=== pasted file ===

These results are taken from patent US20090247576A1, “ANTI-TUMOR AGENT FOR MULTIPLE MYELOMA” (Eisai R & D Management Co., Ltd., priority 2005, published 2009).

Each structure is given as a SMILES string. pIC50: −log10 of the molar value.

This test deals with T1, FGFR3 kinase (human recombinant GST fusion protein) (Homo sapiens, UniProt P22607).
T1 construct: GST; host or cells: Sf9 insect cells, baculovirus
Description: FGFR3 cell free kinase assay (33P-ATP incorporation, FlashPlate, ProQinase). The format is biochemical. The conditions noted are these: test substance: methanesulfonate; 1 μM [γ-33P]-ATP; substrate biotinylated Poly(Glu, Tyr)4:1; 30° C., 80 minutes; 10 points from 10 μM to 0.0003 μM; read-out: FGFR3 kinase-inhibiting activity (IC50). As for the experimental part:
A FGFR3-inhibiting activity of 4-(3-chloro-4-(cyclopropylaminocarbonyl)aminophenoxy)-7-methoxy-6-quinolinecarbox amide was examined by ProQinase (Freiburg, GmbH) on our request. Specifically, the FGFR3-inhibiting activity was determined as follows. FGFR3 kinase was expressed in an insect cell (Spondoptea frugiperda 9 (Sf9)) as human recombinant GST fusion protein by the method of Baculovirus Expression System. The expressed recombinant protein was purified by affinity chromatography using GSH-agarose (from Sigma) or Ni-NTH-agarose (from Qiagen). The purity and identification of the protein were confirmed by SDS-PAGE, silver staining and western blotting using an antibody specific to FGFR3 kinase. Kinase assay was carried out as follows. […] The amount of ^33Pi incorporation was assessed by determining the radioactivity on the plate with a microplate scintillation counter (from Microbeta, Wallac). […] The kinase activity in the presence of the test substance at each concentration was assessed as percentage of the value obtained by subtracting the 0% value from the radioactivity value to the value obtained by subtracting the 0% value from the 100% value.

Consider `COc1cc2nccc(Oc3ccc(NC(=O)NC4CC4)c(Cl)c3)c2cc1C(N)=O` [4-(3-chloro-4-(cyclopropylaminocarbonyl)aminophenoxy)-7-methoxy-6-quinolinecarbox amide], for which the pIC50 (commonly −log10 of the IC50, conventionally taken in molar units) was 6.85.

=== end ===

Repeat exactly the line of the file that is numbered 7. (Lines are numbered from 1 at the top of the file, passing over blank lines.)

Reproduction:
Consider `COc1cc2nccc(Oc3ccc(NC(=O)NC4CC4)c(Cl)c3)c2cc1C(N)=O` [4-(3-chloro-4-(cyclopropylaminocarbonyl)aminophenoxy)-7-methoxy-6-quinolinecarbox amide], for which the pIC50 (commonly −log10 of the IC50, conventionally taken in molar units) was 6.85.